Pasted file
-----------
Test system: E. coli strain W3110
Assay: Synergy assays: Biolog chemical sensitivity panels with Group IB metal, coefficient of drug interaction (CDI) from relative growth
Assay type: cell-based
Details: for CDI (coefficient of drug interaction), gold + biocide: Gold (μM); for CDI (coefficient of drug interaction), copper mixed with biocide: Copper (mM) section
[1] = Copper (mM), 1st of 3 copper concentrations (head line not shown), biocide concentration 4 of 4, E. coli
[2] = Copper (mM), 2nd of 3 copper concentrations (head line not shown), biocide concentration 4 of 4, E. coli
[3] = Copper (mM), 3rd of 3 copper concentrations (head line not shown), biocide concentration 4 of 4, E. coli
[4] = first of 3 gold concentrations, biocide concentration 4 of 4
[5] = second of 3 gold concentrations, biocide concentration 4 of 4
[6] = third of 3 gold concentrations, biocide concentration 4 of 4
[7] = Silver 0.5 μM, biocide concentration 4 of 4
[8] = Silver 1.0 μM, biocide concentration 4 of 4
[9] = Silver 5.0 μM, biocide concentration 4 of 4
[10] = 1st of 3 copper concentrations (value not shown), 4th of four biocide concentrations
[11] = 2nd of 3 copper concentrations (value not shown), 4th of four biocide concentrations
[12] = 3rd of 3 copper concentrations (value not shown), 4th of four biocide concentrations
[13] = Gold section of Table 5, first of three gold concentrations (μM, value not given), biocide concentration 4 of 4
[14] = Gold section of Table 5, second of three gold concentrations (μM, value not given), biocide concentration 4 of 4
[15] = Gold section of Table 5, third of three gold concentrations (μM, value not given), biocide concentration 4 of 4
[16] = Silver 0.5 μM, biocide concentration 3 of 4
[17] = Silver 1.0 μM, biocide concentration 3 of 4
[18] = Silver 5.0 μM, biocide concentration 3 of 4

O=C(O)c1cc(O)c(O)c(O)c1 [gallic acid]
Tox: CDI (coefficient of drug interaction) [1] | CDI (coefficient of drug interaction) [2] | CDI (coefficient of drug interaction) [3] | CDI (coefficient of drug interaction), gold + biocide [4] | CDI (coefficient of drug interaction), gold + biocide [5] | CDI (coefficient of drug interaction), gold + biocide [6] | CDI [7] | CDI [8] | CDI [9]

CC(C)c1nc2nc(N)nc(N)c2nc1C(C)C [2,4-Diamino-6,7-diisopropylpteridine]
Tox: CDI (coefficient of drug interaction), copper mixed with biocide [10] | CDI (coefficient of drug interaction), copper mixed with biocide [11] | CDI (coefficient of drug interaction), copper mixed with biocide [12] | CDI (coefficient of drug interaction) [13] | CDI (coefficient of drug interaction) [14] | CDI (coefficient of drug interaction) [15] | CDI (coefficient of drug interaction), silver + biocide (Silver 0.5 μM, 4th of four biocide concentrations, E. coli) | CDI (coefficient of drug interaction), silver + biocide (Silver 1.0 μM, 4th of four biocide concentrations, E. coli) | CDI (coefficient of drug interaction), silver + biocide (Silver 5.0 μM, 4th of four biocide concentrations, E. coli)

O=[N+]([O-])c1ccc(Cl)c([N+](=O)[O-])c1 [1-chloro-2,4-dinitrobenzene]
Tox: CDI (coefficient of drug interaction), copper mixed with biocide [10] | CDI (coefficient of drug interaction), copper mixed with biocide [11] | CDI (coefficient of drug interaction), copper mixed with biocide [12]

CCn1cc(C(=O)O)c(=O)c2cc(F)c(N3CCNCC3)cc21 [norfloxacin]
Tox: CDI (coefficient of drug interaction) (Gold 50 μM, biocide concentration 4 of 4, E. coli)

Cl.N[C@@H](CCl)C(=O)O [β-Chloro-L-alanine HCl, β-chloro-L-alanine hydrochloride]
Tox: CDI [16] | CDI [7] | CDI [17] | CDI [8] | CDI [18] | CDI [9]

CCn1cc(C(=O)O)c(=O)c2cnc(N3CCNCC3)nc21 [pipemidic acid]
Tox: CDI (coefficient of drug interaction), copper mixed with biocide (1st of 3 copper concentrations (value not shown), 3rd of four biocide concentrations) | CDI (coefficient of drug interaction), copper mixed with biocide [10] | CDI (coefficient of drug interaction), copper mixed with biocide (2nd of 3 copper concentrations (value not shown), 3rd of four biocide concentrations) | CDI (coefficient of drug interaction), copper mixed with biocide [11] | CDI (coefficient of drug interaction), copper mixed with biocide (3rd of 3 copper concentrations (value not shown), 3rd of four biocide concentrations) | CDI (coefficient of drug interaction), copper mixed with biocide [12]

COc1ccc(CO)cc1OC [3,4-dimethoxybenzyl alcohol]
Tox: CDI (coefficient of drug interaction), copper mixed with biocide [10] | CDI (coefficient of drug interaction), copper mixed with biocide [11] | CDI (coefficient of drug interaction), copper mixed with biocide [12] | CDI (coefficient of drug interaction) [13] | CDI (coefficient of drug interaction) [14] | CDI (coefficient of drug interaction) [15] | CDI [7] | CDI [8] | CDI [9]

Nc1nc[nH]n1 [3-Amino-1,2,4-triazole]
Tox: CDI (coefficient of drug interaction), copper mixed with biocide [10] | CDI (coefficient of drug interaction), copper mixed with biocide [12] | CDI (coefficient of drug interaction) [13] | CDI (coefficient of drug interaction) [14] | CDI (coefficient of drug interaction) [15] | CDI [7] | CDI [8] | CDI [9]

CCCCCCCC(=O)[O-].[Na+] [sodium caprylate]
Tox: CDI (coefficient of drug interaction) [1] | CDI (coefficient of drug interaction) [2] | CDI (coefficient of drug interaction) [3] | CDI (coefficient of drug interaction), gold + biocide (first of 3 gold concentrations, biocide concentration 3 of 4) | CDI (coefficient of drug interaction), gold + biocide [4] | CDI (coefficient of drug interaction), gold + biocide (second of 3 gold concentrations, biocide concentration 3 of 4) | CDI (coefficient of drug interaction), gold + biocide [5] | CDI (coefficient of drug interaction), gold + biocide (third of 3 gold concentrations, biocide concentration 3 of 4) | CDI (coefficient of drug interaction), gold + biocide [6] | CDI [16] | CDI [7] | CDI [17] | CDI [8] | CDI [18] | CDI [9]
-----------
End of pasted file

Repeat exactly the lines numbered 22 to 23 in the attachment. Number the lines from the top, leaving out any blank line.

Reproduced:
[18] = Silver 5.0 μM, biocide concentration 3 of 4

O=C(O)c1cc(O)c(O)c(O)c1 [gallic acid]